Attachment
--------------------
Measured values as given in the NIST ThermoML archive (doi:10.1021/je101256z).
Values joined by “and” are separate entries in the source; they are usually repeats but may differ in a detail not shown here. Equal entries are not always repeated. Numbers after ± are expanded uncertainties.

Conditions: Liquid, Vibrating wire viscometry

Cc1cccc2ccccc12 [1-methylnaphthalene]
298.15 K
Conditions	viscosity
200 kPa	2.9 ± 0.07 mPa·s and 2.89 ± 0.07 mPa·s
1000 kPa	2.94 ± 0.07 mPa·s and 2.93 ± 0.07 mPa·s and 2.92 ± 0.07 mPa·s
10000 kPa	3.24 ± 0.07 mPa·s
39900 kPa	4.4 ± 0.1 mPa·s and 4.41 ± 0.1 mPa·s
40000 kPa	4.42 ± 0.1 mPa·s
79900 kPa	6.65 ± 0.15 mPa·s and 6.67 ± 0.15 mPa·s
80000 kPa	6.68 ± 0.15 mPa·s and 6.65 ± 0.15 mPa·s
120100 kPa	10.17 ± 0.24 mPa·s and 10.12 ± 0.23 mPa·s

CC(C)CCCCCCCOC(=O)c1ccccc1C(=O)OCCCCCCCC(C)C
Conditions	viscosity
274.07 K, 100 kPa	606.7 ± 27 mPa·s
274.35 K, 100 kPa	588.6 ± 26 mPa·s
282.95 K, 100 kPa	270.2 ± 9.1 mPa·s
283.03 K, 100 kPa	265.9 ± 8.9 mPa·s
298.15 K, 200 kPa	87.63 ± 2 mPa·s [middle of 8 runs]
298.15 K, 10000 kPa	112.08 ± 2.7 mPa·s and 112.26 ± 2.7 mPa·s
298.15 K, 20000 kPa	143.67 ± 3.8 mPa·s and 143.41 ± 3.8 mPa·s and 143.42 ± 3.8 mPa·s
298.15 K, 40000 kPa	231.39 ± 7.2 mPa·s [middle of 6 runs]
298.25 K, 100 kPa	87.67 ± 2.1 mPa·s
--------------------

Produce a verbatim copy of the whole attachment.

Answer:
Measured values as given in the NIST ThermoML archive (doi:10.1021/je101256z).
Values joined by “and” are separate entries in the source; they are usually repeats but may differ in a detail not shown here. Equal entries are not always repeated. Numbers after ± are expanded uncertainties.

Conditions: Liquid, Vibrating wire viscometry

Cc1cccc2ccccc12 [1-methylnaphthalene]
298.15 K
Conditions	viscosity
200 kPa	2.9 ± 0.07 mPa·s and 2.89 ± 0.07 mPa·s
1000 kPa	2.94 ± 0.07 mPa·s and 2.93 ± 0.07 mPa·s and 2.92 ± 0.07 mPa·s
10000 kPa	3.24 ± 0.07 mPa·s
39900 kPa	4.4 ± 0.1 mPa·s and 4.41 ± 0.1 mPa·s
40000 kPa	4.42 ± 0.1 mPa·s
79900 kPa	6.65 ± 0.15 mPa·s and 6.67 ± 0.15 mPa·s
80000 kPa	6.68 ± 0.15 mPa·s and 6.65 ± 0.15 mPa·s
120100 kPa	10.17 ± 0.24 mPa·s and 10.12 ± 0.23 mPa·s

CC(C)CCCCCCCOC(=O)c1ccccc1C(=O)OCCCCCCCC(C)C
Conditions	viscosity
274.07 K, 100 kPa	606.7 ± 27 mPa·s
274.35 K, 100 kPa	588.6 ± 26 mPa·s
282.95 K, 100 kPa	270.2 ± 9.1 mPa·s
283.03 K, 100 kPa	265.9 ± 8.9 mPa·s
298.15 K, 200 kPa	87.63 ± 2 mPa·s [middle of 8 runs]
298.15 K, 10000 kPa	112.08 ± 2.7 mPa·s and 112.26 ± 2.7 mPa·s
298.15 K, 20000 kPa	143.67 ± 3.8 mPa·s and 143.41 ± 3.8 mPa·s and 143.42 ± 3.8 mPa·s
298.15 K, 40000 kPa	231.39 ± 7.2 mPa·s [middle of 6 runs]
298.25 K, 100 kPa	87.67 ± 2.1 mPa·s